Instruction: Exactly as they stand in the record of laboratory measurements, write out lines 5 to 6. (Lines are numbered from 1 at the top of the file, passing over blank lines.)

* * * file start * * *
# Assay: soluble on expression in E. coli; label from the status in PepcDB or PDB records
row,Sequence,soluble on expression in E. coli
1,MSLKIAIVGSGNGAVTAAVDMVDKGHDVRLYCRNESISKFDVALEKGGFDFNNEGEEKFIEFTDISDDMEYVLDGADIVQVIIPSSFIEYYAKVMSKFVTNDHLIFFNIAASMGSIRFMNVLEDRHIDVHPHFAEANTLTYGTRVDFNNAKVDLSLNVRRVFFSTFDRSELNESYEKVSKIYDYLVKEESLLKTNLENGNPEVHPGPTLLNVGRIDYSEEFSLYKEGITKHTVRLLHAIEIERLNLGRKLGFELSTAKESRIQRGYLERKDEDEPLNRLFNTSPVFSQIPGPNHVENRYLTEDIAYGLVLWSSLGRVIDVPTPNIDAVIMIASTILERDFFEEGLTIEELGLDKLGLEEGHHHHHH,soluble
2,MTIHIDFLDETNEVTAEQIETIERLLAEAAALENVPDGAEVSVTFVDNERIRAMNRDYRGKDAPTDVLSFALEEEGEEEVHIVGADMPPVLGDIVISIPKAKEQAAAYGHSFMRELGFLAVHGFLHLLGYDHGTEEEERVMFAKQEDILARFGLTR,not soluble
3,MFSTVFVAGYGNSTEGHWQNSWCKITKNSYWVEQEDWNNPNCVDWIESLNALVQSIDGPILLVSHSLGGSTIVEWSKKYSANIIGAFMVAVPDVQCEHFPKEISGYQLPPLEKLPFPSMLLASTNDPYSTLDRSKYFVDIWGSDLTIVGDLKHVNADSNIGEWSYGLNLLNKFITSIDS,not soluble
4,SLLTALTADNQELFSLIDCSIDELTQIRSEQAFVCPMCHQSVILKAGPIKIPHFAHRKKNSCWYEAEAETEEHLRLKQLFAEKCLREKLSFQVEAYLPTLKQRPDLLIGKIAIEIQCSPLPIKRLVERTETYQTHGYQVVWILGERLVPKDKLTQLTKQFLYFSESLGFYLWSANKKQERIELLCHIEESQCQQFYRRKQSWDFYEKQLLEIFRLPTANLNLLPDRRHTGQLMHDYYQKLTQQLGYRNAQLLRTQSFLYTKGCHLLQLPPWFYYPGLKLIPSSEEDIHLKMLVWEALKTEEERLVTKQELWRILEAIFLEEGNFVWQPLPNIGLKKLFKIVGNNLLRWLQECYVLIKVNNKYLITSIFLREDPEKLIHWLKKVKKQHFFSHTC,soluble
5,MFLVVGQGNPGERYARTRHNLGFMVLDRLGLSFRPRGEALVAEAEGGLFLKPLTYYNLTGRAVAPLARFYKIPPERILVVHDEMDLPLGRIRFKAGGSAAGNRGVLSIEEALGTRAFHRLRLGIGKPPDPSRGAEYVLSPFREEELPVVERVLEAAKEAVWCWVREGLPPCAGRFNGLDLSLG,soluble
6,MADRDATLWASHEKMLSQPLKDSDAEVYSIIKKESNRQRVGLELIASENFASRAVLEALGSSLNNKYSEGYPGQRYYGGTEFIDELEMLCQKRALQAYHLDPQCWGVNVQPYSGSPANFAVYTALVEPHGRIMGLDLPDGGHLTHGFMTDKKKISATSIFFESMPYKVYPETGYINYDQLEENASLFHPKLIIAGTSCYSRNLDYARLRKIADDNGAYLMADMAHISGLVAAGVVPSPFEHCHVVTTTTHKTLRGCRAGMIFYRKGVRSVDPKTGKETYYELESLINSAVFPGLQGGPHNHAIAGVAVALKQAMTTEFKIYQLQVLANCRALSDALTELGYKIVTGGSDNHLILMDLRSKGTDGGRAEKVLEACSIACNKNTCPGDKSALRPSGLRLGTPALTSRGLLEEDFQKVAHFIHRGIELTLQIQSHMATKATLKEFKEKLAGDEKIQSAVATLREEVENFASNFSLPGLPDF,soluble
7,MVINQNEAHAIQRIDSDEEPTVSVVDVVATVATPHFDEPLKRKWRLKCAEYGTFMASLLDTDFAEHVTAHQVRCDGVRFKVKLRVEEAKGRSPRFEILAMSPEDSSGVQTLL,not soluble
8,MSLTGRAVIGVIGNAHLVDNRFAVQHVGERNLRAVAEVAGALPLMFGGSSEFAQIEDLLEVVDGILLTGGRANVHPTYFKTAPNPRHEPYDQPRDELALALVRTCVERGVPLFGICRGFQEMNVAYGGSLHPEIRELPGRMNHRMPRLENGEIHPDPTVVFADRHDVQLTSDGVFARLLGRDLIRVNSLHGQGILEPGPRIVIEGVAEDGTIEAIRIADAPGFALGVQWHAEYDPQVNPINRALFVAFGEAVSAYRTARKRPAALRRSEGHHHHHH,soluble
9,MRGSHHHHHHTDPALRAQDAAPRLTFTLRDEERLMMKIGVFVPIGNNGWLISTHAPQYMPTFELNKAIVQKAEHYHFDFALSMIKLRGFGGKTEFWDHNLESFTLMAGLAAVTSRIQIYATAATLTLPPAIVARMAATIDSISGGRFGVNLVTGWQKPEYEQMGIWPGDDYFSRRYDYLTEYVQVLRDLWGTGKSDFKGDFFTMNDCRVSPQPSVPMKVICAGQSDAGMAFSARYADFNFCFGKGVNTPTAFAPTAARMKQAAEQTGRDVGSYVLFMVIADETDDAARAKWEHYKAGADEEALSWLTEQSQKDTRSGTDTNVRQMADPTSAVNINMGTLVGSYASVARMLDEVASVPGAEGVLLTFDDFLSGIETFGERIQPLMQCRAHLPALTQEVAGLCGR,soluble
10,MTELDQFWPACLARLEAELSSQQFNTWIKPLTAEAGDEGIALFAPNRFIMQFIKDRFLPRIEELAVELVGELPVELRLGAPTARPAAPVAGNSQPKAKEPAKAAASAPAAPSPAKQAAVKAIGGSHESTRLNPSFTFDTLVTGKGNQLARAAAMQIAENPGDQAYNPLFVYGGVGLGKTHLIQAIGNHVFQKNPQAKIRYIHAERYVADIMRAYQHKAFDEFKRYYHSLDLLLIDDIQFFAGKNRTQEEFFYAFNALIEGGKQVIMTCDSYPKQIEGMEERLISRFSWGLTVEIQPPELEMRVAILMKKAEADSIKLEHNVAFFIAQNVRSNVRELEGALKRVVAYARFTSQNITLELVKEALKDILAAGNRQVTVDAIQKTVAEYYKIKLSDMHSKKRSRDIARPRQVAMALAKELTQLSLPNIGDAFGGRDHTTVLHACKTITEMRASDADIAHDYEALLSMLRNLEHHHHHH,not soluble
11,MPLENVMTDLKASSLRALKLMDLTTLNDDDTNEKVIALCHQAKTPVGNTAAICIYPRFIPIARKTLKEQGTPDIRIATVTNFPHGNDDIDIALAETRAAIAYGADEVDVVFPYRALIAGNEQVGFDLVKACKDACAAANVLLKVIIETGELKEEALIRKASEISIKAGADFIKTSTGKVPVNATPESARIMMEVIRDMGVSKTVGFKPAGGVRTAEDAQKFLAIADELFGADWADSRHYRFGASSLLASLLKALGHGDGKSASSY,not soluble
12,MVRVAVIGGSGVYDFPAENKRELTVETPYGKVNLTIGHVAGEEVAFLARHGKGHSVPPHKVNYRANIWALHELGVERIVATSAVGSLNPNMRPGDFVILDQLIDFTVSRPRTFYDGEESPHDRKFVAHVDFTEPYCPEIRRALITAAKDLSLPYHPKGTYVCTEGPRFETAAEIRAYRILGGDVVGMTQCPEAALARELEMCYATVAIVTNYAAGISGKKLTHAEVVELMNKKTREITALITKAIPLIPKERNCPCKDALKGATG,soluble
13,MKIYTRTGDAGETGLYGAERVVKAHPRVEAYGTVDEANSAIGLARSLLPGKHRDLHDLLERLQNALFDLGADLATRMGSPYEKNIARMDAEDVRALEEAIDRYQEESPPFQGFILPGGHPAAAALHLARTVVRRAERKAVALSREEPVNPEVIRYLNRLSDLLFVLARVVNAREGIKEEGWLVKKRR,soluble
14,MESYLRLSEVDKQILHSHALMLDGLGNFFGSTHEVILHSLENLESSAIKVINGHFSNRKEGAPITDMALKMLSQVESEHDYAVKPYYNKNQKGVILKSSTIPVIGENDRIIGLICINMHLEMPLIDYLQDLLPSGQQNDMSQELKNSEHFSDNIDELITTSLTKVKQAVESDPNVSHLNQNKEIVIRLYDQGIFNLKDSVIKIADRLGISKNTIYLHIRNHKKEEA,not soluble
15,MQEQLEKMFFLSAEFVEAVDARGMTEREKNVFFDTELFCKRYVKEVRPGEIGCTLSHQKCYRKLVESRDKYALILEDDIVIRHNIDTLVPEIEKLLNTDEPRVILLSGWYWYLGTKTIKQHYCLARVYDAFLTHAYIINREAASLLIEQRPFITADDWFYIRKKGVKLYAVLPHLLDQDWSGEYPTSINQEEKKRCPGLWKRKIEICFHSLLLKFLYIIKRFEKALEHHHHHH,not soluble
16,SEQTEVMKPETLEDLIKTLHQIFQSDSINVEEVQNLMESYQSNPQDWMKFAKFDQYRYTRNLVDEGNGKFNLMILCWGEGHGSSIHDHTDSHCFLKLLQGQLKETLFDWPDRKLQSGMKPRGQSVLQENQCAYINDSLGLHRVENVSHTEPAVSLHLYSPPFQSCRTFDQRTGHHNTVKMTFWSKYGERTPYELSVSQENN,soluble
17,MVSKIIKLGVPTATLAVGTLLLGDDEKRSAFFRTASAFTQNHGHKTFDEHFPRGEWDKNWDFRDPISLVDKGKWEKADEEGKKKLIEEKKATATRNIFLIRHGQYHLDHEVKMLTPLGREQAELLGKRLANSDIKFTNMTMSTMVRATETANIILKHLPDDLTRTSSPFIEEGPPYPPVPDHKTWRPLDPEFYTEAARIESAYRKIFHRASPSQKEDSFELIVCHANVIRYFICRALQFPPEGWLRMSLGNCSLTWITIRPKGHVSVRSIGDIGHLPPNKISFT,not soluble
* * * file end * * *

3,MFSTVFVAGYGNSTEGHWQNSWCKITKNSYWVEQEDWNNPNCVDWIESLNALVQSIDGPILLVSHSLGGSTIVEWSKKYSANIIGAFMVAVPDVQCEHFPKEISGYQLPPLEKLPFPSMLLASTNDPYSTLDRSKYFVDIWGSDLTIVGDLKHVNADSNIGEWSYGLNLLNKFITSIDS,not soluble
4,SLLTALTADNQELFSLIDCSIDELTQIRSEQAFVCPMCHQSVILKAGPIKIPHFAHRKKNSCWYEAEAETEEHLRLKQLFAEKCLREKLSFQVEAYLPTLKQRPDLLIGKIAIEIQCSPLPIKRLVERTETYQTHGYQVVWILGERLVPKDKLTQLTKQFLYFSESLGFYLWSANKKQERIELLCHIEESQCQQFYRRKQSWDFYEKQLLEIFRLPTANLNLLPDRRHTGQLMHDYYQKLTQQLGYRNAQLLRTQSFLYTKGCHLLQLPPWFYYPGLKLIPSSEEDIHLKMLVWEALKTEEERLVTKQELWRILEAIFLEEGNFVWQPLPNIGLKKLFKIVGNNLLRWLQECYVLIKVNNKYLITSIFLREDPEKLIHWLKKVKKQHFFSHTC,soluble